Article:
HMO’s received the smallest payments at 105% of FFS Medicare.  PFFS receive the highest payments at 111% of FFS Medicare.  Interestingly, Local PPO’s and Employer Groups were not far behind at 110% and 109%, respectively.  Of note, a good portion of MedPac’s comments were about changing the bidding process for Employer Group MA (more on that later).

3.  Overall Payments.  MA plans were paid about $146 billion to cover A and B services.

4.  MA Availability.  About 84% of Medicare beneficiaries had access to a zero premium plan which included prescription drugs.  This is down slightly from the peak of 90% in 2011.  This percentage has been dropping by 2% every year since 2011.  The availability of Coordinated Care Plans (HMO’s or PPO’s, or CCP’s for short) has increased every year as MA is trying to get more efficient.  In 2005, on about 67% of Medicare beneficiaries had access to a CCP.  In 2014, that percentage grew to 95% (the same as 2013).

5.  Growth Relative to Overall Medicare.  The growth of MA outpaced the total Medicare system.  The entire Medicare system grew by 4% relative to the 9% growth in MA.  Therefore, the percentage of Medicare beneficiaries in MA plans increased from 27% to 28%.

6.  Breakout of Star Bonus Demonstration Program.  I don’t recall seeing the impact of CMS’ Demonstration Program for Star Ratings, however, MedPac provided a little insight on page 333.  In 2014, CMS will pay out $4.5 billion in bonus payments, but 2/3 of this total is related to the Demonstration program which ends in 2015.  Therefore, there is approximately $3 billion in bonuses paid in 2014 which will cease in 2015 (as far as we know today).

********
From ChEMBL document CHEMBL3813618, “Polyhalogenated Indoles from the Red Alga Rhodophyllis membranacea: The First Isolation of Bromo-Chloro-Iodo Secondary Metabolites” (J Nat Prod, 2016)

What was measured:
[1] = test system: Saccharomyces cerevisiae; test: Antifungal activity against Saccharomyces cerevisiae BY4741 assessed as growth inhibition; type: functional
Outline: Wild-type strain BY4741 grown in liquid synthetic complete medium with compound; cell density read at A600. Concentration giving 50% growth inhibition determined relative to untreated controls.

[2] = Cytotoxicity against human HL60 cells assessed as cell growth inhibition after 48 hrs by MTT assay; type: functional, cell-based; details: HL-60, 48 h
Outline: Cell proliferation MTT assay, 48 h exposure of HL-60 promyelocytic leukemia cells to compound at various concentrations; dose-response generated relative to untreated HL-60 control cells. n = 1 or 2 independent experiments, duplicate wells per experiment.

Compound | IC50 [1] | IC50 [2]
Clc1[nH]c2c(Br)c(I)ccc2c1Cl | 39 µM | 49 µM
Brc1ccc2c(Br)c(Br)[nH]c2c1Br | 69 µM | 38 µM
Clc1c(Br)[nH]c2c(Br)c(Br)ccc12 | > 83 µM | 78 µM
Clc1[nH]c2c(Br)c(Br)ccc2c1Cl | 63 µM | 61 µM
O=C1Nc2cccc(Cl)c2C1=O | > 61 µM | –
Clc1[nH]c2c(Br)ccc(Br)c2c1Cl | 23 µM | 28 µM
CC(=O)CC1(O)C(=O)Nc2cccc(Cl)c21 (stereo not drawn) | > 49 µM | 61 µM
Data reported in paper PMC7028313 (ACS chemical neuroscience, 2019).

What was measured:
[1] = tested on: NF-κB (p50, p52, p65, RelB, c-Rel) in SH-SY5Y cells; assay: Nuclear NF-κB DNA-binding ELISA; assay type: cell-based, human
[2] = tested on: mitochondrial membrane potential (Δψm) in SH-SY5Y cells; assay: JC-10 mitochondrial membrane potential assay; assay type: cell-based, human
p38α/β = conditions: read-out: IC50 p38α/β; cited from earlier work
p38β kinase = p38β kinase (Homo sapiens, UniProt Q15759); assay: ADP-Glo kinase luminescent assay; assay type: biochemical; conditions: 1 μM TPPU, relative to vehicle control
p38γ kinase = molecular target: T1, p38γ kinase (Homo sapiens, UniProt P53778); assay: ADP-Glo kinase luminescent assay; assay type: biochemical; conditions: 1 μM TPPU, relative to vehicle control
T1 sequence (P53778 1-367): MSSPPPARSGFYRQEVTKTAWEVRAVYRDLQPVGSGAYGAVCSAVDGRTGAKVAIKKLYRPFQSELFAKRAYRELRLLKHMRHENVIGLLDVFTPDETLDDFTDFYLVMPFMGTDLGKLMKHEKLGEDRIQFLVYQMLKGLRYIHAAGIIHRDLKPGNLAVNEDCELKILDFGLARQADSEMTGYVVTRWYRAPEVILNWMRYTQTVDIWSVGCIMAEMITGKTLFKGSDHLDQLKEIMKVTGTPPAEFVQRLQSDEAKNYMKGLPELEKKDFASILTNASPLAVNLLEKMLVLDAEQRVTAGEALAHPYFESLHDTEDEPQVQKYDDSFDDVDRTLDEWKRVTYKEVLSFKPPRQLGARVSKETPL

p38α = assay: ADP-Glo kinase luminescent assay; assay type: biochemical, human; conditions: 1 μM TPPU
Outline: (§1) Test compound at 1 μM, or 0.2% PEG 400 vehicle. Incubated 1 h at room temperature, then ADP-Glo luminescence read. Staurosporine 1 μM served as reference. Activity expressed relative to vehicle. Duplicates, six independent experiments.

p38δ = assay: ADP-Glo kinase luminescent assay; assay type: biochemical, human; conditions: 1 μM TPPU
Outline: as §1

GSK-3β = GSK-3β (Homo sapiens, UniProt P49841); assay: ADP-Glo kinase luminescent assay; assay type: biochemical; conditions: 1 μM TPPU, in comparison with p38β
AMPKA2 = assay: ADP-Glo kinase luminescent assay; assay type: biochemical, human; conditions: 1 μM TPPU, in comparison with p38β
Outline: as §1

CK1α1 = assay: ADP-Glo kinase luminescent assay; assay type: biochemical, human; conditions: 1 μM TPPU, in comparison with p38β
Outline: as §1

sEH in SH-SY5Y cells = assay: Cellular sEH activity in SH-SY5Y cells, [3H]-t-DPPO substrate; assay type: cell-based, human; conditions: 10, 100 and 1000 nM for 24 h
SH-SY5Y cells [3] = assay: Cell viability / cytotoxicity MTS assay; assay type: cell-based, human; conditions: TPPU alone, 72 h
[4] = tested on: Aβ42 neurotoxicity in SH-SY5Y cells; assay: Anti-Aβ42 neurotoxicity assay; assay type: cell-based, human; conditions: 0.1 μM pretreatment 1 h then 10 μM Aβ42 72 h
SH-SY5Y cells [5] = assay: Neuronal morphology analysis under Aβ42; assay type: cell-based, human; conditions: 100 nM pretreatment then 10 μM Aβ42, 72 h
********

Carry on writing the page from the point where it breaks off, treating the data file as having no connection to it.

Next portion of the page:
7.  Recommendation on Employer Group Plans.  MedPac explains the bidding process on pages 333 through 335 which highlights how Employer Group plans are bid.  Looking at historical data, Employer Group plans bid at 95% of the benchmark while individual plans bid at about 86% of the benchmark.  The rationale is that Individual plans need to bid lower in order to provide additional benefits to attract Medicare beneficiaries to their plans.  The Employer groups essentially have a “captive audience” so they attempt to bid in a way to maximize revenue (as close as possible to the benchmark while still providing actuarial evidence to support such a high bid).  MedPac is recommending that Congress should direct CMS to determine payment options for Employer Group Medicare Advantage plans in a manner more consistent with individual (nonemployer) Medicare advantage.  This likely would result in reduced reimbursements for Employer plans, if enacted.